What is unequal and horrendous in this country seems more so in Baltimore.1 I live in Philadelphia, where poverty is hardly unknown, but in Baltimore it feels unavoidable, as plain as your face, and it is extraordinary that a city in such destitution should produce a political class so feckless and contented. Driving yesterday in a desperate mood through Guilford, a neighborhood next to Roland Park, where high-ranked private schools and some of the more expensive property in the city can be found, I came across Sherwood Gardens, a park filled with picnicking families; not far from bowers of thick-blooming cherry trees, a white man of the pastier variety was sunning himself. Guilford is separated by a literal brick wall from the deep poverty of Pen Lucy—a more recognizable image of the city, with treeless streets of row houses and boarded up brick homes—and yesterday, as if it were any other day, the hedge perched on top the wall was duly being trimmed.
Later, in East Baltimore, a line of lightly occupied houses stared across the grassy hill that lay cater-corner of Chester and Gray, where the East Baltimore senior center once stood, and in the early afternoon was still smoldering. Dale Curbeam, a gaunt man with hooded eyes who shuffled in a deliberate manner older than his 50-odd years, had come by to look at the location of a convenience store where he once worked, now occupied by the remains of the unfinished center. He had been out the night before, watching the fire. “It’s stupid,” he said. “They spent $16 million on this place, and now they got to burn it down?” I asked him what he thought of what happened to Freddie Gray. “It’s an isolated incident. The police that did it shouldn’t had done what he did, but he did do it. It was totally unnecessary. He didn’t have to do that.” But then when I asked him about police in the neighborhood, Curbeam seemed to feel that it wasn’t an isolated incident at all:
It does happen a lot. There’s a lot of police brutality going on in this city. Y’all don’t see it. We might see it, because we’re from the area. We traveled these streets. There’s a lot of police brutally and they need to tone it down. And they be doing a lot of stuff that’s totally unnecessary. Picking up old men and slamming them on their head, just because they bought some drugs. Let’s say I bought two pills from [a dealer]. And you see me cap it. And I try to run away, you know, and you catch me, and you pick me up and you slam me on my head like I’m a pro-wrestler or something and you kill me because I’m a heroin addict. You should have tried to get me in a program or something. Or if you want to lock me up, go ahead and lock me up. But don’t slam me on my head like I committed murder or something. You’re murdering me! What makes you any better than me? And that’s what they be doing. I saw a guy with handcuffs behind his back. Police said the man tried to grab his gun. How am I going to grab your gun when I got handcuffs on and I’m on my stomach? And you shoot me in the back? How the hell am I going to grab your gun, when your gun’s at my head?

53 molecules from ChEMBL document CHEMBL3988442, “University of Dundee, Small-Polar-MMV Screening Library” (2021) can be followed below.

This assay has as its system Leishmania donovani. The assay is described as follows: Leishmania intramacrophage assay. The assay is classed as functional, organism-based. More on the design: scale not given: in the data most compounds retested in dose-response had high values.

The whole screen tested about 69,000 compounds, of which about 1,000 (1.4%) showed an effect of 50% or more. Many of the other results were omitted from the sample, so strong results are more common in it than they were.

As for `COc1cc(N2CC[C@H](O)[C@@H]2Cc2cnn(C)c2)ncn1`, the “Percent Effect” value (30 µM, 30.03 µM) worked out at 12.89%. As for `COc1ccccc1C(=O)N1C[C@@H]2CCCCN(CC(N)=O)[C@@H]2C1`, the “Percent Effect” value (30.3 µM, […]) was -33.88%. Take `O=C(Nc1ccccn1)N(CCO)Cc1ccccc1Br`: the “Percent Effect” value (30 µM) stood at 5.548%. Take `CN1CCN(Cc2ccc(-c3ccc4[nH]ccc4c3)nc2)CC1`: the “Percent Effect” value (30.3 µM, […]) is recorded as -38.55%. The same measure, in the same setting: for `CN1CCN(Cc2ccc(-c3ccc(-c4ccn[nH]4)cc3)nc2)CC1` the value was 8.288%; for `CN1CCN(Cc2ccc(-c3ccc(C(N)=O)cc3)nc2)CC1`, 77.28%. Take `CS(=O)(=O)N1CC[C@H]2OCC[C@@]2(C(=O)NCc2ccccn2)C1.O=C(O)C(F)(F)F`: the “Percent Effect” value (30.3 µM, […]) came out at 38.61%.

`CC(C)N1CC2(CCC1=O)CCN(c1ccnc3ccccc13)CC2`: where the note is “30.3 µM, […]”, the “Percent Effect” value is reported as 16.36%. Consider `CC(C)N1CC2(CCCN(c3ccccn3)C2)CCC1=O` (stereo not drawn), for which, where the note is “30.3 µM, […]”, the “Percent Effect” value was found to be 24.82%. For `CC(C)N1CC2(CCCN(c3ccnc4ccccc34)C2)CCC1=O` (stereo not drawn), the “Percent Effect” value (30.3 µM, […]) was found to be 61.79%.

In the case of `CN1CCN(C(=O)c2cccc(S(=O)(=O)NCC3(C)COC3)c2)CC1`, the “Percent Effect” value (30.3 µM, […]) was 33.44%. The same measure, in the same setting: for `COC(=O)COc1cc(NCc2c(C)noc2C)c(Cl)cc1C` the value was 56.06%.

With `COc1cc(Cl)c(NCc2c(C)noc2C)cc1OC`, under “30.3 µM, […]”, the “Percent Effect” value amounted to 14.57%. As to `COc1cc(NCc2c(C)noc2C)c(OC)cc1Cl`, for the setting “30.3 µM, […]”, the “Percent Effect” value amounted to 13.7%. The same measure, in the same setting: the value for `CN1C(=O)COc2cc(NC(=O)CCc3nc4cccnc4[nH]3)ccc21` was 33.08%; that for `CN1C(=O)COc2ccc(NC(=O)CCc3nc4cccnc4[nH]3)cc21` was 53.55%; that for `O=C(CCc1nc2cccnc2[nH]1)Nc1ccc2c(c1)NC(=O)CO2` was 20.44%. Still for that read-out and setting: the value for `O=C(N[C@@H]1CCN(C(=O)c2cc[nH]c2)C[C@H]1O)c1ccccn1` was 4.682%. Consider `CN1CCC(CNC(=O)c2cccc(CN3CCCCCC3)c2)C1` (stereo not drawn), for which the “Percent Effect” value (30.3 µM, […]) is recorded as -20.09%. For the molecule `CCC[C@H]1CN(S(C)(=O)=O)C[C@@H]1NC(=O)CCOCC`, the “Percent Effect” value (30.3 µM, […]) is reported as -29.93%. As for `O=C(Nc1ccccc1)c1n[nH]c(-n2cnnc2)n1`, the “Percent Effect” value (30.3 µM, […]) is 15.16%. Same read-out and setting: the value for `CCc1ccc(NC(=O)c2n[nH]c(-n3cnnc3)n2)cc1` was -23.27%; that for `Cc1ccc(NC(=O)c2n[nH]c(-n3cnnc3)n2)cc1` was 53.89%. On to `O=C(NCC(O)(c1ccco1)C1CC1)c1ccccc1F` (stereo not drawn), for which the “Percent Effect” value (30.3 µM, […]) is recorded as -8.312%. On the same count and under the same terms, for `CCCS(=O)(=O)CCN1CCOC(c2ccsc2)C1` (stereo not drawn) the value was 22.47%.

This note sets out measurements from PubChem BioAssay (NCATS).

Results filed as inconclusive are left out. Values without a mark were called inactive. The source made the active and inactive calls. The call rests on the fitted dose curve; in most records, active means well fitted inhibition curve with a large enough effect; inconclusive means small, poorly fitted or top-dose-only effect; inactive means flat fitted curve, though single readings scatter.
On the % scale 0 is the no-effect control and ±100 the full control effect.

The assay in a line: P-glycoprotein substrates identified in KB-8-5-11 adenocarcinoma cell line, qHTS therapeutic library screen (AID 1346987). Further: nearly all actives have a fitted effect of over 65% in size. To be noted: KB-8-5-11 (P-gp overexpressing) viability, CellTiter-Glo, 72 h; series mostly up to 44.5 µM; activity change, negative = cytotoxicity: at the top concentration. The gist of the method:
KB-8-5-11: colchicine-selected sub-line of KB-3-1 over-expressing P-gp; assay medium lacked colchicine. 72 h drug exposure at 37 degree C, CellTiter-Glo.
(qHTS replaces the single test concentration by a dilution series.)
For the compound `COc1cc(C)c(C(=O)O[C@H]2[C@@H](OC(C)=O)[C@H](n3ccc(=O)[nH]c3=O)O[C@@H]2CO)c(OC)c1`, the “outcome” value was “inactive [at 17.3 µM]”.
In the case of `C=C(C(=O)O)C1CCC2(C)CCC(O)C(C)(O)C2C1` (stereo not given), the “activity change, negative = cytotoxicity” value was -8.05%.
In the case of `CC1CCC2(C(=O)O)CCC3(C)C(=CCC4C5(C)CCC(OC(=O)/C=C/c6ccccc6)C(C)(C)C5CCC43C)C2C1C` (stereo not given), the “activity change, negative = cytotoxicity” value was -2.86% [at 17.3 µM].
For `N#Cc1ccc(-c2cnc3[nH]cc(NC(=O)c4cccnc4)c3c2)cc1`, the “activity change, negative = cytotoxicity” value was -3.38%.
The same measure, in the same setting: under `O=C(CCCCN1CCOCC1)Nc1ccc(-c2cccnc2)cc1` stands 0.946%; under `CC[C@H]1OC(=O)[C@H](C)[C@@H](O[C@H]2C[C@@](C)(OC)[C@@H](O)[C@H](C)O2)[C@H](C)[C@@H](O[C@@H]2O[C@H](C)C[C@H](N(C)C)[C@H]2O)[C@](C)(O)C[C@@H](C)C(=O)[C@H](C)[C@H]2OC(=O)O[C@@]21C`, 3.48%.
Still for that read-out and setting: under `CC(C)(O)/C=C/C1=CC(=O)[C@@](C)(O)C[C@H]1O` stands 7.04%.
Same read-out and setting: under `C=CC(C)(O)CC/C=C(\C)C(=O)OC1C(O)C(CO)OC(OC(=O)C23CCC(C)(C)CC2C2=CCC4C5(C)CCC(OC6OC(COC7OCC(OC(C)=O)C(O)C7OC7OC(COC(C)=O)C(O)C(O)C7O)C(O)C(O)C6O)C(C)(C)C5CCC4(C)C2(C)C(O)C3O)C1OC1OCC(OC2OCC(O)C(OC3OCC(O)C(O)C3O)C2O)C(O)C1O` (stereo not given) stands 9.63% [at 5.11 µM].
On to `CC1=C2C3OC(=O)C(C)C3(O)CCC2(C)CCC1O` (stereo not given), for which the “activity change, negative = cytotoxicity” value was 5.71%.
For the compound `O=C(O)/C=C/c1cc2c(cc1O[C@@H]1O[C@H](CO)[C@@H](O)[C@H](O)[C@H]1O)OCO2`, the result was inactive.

Behind us was the skeleton of a burned-out bus in a lot full of media vans. Puffed TV reporters in bright white collared shirts, choked by full Windsor knots, were trailed by crews of boom mikes and enormous digital cameras. The city seemed to be under occupation, and in every way it was: around the neoclassical city hall (and Mondawmin Mall, and the Inner Harbor, and downtown) was the National Guard, some of them in khaki and full brimmed hats, thin, slouching, looking like park rangers; others in thick riot gear, lifting their helmets to clean spots off their sunglasses, handing their goofily long rifles to others as they headed to the bathroom. Behind them were the omnipresent armored vehicles, some trucked in from the surrounding counties, others marked with the improbable words, “Rescue Vehicle.” (Only twice before in the city’s history had the Guard been called out: during the Great Railway Strike of 1877, and in 1968 following the murder of Martin Luther King, Jr.)
At City Hall, too, the balcony from which the royals—I mean, the mayor—might come out to wave to the masses, was curiously guarded by a motionless group of police. The whole quadrangle was ringed by media crews, and by people ready for an opportunity to hold forth. I obliged one of them—J. Howard Henderson, of the Urban League, an old organization trying to improve employment in black neighborhoods (among its donors are Coors and Walmart). He was portly, with snowy hair, wearing a dark wool suit and transition lenses in the late afternoon sun. In practiced tones he reminded me that though people chant “no justice, no peace,” “we could have both justice and peace. We’re hoping that we can keep the peace, and in the future we’ll get justice. Most folks don’t understand it’s not going to come immediately . . . . Hopefully justice will come, and we got to have peace in the meantime.” But in recent cases, I countered, people felt justice hadn’t been served. “No question about that, but you still have got to go through the process. We are a nation of laws. If we’re going to be a nation, we’ve got to honor that tradition and honor that process.”